This traditional 16th century timber-framed pub serves up a Sunday roast to warm any chilly November weekend
A restaurant refurb is a hard thing to get right, and a restaurant refurb in a much-loved, Grade II-listed building in the heart of historic Saffron Walden is even trickier – but the Chestnut group has risen to the challenge and deftly updated The Eight Bells into a dining pub that’s going places.
Team Edition arrives late on a Sunday afternoon, invited to visit and try The Eight Bells’ roast dinners. A large party celebrating a 60th birthday are wrapping up their feast in the section of the bar to the right of the entrance, while the happy buzz emanating from the restaurant’s rear dining room suggests that lunch service is still in full flow. We step up to the bar, admiring the neon backlighting behind the array of spirits, and order drinks while our table’s prepared.
Walking through the low-ceiling area towards the back of the bar makes the big reveal of the dining room even more spectacular: the double-height, vaulted beamed ceiling of The Eight Bells’ main eating space is quite a sight, and genuinely made us stop in our tracks as we stepped into the room.
Suspended from the roof by transparent wire are clusters of tiny plants in glass vessels: these rows of botanicals continue along the side walls of the restaurant with potted plants leading up to the dramatic foliage-inspired wallpaper at the end of the room.
It’s quite a space, but not one they tend to use for events (which are big business at The Eight Bells, especially leading up to Christmas) – preferring to keep this majestic dining room for the locals to enjoy dinner in.
We’re shown to a table toward the back of the room, and presented with the Sunday lunch menu (plus some bread and butter to be getting on with): there’s the traditional choice of four roasted meats, plus other options including sausage and mash, fish and chips and a vegetarian orzo pasta.
We stick with the classics and start with prawn cocktail and a celeriac soup, to be followed by roast chicken and roast beef, and settle down in the comfortable seats – with plenty of cushions on the banquettes for an even cosier experience.
The starters arrive: the soup is velvety and sweet and generously portioned, and piping hot – the prawn cocktail is precisely as it should be, served on a bed of crispy iceberg lettuce with a lemon wedge on the side. Our plates are cleared promptly by the still-cheery staff (who’ve already served nearly 120 guests by this point, including that large party in the bar) and it isn’t too long before the main event lands on our table – The Eight Bells’ roast dinners.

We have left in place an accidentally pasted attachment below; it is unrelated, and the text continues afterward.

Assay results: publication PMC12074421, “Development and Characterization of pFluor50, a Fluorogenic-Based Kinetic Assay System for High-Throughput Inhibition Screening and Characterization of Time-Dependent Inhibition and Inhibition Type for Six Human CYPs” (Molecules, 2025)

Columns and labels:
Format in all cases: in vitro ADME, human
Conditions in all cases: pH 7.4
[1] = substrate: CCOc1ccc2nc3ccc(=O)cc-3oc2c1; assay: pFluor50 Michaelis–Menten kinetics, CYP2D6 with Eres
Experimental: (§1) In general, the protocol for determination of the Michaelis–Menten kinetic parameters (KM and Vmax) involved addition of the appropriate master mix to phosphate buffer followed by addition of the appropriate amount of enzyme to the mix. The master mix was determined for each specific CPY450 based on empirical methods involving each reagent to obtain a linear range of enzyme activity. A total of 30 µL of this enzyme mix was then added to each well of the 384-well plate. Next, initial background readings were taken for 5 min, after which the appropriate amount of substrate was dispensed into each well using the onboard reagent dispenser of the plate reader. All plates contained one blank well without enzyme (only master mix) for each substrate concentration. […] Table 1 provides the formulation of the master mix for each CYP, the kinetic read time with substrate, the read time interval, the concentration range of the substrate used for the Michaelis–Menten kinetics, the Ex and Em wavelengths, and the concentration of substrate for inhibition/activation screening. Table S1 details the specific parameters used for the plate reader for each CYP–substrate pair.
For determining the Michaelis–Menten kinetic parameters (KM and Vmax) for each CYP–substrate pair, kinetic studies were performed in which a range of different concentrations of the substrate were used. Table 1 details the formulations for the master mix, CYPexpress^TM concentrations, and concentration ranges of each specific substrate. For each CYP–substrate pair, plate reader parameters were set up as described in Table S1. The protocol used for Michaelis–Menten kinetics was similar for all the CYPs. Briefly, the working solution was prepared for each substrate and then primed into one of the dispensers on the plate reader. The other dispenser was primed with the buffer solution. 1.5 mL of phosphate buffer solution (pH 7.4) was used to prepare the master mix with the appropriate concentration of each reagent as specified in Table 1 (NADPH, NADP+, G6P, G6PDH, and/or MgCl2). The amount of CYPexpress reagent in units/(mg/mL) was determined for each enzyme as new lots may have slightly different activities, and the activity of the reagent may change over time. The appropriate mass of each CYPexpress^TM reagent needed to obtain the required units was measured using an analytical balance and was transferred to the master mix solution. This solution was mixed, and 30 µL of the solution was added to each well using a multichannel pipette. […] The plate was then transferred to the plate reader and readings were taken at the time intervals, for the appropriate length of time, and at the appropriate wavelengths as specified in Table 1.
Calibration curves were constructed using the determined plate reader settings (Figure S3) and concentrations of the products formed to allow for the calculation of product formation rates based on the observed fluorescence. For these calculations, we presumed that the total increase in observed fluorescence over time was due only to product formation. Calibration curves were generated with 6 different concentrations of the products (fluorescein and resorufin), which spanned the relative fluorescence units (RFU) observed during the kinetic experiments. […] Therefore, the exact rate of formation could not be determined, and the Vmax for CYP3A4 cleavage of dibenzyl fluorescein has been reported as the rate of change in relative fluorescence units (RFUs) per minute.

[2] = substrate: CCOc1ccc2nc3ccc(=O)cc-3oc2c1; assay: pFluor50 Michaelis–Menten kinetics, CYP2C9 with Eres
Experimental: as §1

The happy buzz emanating from the rear dining room suggests lunch is in full flow
The chicken is moist and perfectly seasoned; the roast rump of beef has been slow cooked overnight to 58°, and can be served either medium rare or well-done – it arrives pink as requested, hidden beneath a towering Yorkshire pudding and heap of vegetables.
And what vegetables! We counted peas, mange tout, kale, courgette, cabbage, swede, carrot-and-swede mash AND a parsnip puree, as well as roast potatoes – all cooked very ably and deliciously buttered.
The combination of the parsnip puree and the redcurrant jelly that the front of house staff bring to the table makes the dish taste like Christmas: no bad thing whatsoever, especially on a wintry Sunday.
Desserts are offered: we go for a cheeseboard, featuring Baron Bigod, Norfolk Dapple and Binham Blue cheeses – the trio of East Anglian cheeses perfectly representing Chestnut’s frequently-stated commitment to local produce – and a truly delicious apple and pear crumble that arrives in a small cast-iron pot that’s already full to the brim, with nowhere to add the accompanying cream or ice cream without making a mess – so we dive in, and make a mess.
We decline the offer of tea and coffee and step out into a now sunny East Anglian afternoon, pleasantly surprised and definitely full – like hundreds (if not thousands) of other diners enjoying the Chestnut group’s hospitality around our region.
The Eight Bells’ stylish yet unobtrusive interiors are the perfect update to this 16th century inn, giving it a new lease of life for the start of the next decade of its story – and with a three-course Sunday lunch for £26, it’s also a total steal.